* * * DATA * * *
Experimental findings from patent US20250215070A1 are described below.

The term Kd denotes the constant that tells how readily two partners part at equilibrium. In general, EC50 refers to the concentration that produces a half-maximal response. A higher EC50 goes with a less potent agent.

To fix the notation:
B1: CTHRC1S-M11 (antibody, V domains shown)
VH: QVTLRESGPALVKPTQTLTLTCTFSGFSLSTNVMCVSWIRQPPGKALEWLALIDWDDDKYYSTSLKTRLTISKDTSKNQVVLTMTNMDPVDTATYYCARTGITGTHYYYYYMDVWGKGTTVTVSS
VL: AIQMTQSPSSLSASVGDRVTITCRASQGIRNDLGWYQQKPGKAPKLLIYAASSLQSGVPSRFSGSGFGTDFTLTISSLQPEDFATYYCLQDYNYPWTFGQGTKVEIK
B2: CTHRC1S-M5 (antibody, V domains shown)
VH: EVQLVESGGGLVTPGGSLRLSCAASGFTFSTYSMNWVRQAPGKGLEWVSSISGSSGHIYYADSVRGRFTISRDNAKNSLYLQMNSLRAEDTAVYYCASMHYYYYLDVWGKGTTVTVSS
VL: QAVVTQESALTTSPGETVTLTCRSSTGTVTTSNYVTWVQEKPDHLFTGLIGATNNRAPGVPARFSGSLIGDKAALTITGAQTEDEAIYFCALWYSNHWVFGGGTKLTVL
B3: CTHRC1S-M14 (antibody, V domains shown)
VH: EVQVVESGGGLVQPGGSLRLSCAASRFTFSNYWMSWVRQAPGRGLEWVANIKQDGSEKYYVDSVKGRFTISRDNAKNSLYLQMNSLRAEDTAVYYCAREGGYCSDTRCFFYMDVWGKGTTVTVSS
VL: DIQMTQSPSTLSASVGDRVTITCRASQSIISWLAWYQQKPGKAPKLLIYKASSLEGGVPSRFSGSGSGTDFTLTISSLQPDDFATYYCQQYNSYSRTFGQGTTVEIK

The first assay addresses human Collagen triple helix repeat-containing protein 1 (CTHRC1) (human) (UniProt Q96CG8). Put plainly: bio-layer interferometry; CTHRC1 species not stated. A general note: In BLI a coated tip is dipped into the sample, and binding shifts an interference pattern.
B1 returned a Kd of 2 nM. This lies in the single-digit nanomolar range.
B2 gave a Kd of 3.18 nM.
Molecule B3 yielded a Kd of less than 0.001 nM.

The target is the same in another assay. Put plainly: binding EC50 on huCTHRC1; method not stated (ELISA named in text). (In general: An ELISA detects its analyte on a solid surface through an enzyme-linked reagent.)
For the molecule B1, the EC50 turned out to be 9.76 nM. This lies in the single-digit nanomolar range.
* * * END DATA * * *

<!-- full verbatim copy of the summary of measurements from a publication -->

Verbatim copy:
Experimental findings from patent US20250215070A1 are described below.

The term Kd denotes the constant that tells how readily two partners part at equilibrium. In general, EC50 refers to the concentration that produces a half-maximal response. A higher EC50 goes with a less potent agent.

To fix the notation:
B1: CTHRC1S-M11 (antibody, V domains shown)
VH: QVTLRESGPALVKPTQTLTLTCTFSGFSLSTNVMCVSWIRQPPGKALEWLALIDWDDDKYYSTSLKTRLTISKDTSKNQVVLTMTNMDPVDTATYYCARTGITGTHYYYYYMDVWGKGTTVTVSS
VL: AIQMTQSPSSLSASVGDRVTITCRASQGIRNDLGWYQQKPGKAPKLLIYAASSLQSGVPSRFSGSGFGTDFTLTISSLQPEDFATYYCLQDYNYPWTFGQGTKVEIK
B2: CTHRC1S-M5 (antibody, V domains shown)
VH: EVQLVESGGGLVTPGGSLRLSCAASGFTFSTYSMNWVRQAPGKGLEWVSSISGSSGHIYYADSVRGRFTISRDNAKNSLYLQMNSLRAEDTAVYYCASMHYYYYLDVWGKGTTVTVSS
VL: QAVVTQESALTTSPGETVTLTCRSSTGTVTTSNYVTWVQEKPDHLFTGLIGATNNRAPGVPARFSGSLIGDKAALTITGAQTEDEAIYFCALWYSNHWVFGGGTKLTVL
B3: CTHRC1S-M14 (antibody, V domains shown)
VH: EVQVVESGGGLVQPGGSLRLSCAASRFTFSNYWMSWVRQAPGRGLEWVANIKQDGSEKYYVDSVKGRFTISRDNAKNSLYLQMNSLRAEDTAVYYCAREGGYCSDTRCFFYMDVWGKGTTVTVSS
VL: DIQMTQSPSTLSASVGDRVTITCRASQSIISWLAWYQQKPGKAPKLLIYKASSLEGGVPSRFSGSGSGTDFTLTISSLQPDDFATYYCQQYNSYSRTFGQGTTVEIK

The first assay addresses human Collagen triple helix repeat-containing protein 1 (CTHRC1) (human) (UniProt Q96CG8). Put plainly: bio-layer interferometry; CTHRC1 species not stated. A general note: In BLI a coated tip is dipped into the sample, and binding shifts an interference pattern.
B1 returned a Kd of 2 nM. This lies in the single-digit nanomolar range.
B2 gave a Kd of 3.18 nM.
Molecule B3 yielded a Kd of less than 0.001 nM.

The target is the same in another assay. Put plainly: binding EC50 on huCTHRC1; method not stated (ELISA named in text). (In general: An ELISA detects its analyte on a solid surface through an enzyme-linked reagent.)
For the molecule B1, the EC50 turned out to be 9.76 nM. This lies in the single-digit nanomolar range.